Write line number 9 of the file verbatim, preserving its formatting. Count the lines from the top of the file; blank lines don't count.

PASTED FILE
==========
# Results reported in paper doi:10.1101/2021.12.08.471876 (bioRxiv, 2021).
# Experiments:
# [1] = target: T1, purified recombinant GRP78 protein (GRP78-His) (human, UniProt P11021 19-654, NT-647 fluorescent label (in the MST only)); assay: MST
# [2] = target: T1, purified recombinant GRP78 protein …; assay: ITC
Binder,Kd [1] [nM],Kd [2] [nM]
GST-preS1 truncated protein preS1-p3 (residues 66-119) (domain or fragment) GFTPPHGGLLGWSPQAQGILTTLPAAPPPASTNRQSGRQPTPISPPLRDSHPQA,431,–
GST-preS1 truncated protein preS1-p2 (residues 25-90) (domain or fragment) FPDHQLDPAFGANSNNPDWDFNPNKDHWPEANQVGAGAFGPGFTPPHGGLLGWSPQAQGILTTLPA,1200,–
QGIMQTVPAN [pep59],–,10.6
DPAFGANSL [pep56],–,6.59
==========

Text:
DPAFGANSL [pep56],–,6.59